Hooks for Hands
Let us dive into another myth of the pirate: Did they replace hands that had been removed with hooks?
Much like the idea of peg-legs and eye patches, a person that sustained enough of an injury that their hand had to be removed was probably not going to make it through the surgery or the possible / probably infections that were going to follow. Andy of you that have had surgeries, think about the healing time that it takes. Now, take yourself back to the Golden Age of Piracy – the late 17th and early 18th centuries.
You are on a boat. There has been a huge naval battle and you have had your hand damaged from a falling piece of mast. The ships’s carpenter (who doubles as the surgeon), tells you that the hand is not repairable and he is going to have to remove it. After you have endured a surgery where your only pain killer is copious amounts of rum you are left with an open wound wrapped in less then sterile dressings. You are trying to keep the wound as clean as possible and avoid infection.
Along with the obvious problems that limb removal at sea has, you are also a person, a sick person on board ship, you are taking up space and food and rum. You are also taking up the time of a valuable member of the crew when it might be better to just dump you over the side into the drink – to give you a one way ticket to Davy Jones’ Locker.
Just like any other serious injury onboard ship, it would depend on the severity of the wound or injury and of course it would depend on how important you are to the crew and the ship. It might be worth the risk to save the navigator or the quartermaster where the 1st gunner might be able to be replaced. Let’s say that you survived the removal of your hand. Do you leave the hand off or do you replace it with something else. In the argument presented in this article we are going to say you replace it with a gaff or a hook.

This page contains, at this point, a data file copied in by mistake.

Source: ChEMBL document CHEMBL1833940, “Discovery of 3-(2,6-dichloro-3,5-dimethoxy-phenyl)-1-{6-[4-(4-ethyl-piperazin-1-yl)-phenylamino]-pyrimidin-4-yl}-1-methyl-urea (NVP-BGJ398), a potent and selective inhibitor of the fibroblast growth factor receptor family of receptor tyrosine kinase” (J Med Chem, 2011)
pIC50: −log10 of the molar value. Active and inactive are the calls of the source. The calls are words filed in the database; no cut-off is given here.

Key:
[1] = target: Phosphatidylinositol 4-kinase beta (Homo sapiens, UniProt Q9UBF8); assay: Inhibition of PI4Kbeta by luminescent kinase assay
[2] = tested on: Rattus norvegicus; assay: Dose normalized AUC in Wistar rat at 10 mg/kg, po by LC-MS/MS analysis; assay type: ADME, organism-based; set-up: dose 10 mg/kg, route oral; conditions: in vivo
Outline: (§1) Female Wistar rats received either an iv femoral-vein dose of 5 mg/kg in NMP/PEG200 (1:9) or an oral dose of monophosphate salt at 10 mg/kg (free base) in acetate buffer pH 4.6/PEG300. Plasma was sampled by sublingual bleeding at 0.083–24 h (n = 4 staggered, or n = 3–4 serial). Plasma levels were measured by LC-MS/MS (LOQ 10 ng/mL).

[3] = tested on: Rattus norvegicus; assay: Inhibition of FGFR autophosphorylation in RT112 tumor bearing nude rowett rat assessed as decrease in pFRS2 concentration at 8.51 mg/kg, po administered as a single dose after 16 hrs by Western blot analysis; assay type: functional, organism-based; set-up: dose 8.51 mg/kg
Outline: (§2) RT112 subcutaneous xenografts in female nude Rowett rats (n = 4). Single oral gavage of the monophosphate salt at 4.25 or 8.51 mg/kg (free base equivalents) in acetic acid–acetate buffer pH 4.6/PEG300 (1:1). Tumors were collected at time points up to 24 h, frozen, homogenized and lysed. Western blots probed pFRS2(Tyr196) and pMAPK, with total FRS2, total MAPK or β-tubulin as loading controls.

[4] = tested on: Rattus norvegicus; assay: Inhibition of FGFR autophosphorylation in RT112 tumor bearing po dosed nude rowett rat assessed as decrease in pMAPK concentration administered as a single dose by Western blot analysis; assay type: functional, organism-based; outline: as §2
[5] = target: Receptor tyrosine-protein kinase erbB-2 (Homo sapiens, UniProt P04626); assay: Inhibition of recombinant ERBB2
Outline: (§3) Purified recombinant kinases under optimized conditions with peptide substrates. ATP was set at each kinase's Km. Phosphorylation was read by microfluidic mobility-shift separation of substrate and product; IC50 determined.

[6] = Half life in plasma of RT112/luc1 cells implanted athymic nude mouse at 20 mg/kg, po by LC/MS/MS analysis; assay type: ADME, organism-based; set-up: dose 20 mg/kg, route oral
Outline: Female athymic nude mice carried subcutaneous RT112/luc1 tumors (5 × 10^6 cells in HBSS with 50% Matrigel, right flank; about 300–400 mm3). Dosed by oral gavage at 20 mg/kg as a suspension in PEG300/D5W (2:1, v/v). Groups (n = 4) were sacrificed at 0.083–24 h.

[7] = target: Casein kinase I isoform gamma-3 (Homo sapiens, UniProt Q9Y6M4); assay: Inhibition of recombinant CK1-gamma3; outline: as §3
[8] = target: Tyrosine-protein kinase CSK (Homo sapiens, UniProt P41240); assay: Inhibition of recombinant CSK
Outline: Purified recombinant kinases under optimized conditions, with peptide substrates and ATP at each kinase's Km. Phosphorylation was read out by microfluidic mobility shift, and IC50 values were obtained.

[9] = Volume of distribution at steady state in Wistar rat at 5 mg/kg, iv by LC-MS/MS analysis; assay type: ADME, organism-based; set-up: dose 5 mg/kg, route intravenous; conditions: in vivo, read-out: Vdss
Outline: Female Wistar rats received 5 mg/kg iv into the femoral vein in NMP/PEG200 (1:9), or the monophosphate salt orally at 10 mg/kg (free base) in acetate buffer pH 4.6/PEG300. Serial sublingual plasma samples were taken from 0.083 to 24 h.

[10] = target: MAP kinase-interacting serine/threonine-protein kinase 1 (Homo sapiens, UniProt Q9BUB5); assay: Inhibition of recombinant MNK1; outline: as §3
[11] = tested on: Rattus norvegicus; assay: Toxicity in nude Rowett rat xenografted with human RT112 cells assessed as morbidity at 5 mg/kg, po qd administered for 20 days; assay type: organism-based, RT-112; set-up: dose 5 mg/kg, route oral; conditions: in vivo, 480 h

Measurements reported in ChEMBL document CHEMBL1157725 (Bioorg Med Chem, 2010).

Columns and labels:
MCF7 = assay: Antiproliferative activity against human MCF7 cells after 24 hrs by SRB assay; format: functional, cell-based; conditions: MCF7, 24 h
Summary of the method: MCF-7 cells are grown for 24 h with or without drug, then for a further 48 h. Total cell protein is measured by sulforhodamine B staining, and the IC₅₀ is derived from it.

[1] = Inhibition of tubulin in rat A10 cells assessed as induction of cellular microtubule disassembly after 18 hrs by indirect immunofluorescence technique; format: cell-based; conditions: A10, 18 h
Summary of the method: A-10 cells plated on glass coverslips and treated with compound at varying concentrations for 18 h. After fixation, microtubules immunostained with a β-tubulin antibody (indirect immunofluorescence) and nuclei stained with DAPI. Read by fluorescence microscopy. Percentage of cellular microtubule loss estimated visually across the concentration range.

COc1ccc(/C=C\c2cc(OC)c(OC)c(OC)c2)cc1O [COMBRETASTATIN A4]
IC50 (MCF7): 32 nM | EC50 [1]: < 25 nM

Certainly you have seen the gaff if you are pirate. They are going to be on ship. You speak to the carpenter and the blacksmith onboard ship and they fashion a leather bracer that will slide onto your arm, with a metal cup on the end with the hook from a gaff attached to the end. You now have a hook for a hand. How useful is that onboard ship. You are no longer going into the rigging. You are no longer swabbing the deck. You are not loading a cannon. You are stuck doing menial tasks. Remember that all the members of the pirate crew had tasks that they did everyday. Their tasks were based on their rank in the crew and what their vocations were. A person that could not pull their weight would not be accepted by the crew – again, unless they ranked high enough in the crew.
So – Where did the myth originate?
I think it can be argued that the myth of the pirate with a hook for a hand can be pinned on Captain James Hook from Peter Pan. James Barrie created what he saw as the definitive pirate. Hook is said to have been Blackbeard’s boatswain and is the only man that Long John Silver ever feared. His right hand – probably his sword arm – was chopped off by Peter Pan. The fact that he was still the captain of the Jolly Roger, that he is still feared by his crew and other pirates, speaks to the fact that he is a staunch pirate and to be respected. He still fought Pan and the Lost Boys, thinning their herd and was the ruler of the pirates that lived and fought in Neverland.
Much like Long John Silvers became the pirate with one-leg or a peg-leg, Hook became the penultimate pirate pirate with one hand that had been replaced by a hook. So, this Halloween when you purchase the plastic hook fr your kid to wear while they are in costume as a pirate, think about where that all started. Spare a moment to think about Captain Hook and the theory of the hook-handed pirate that may or may not have been a part of history.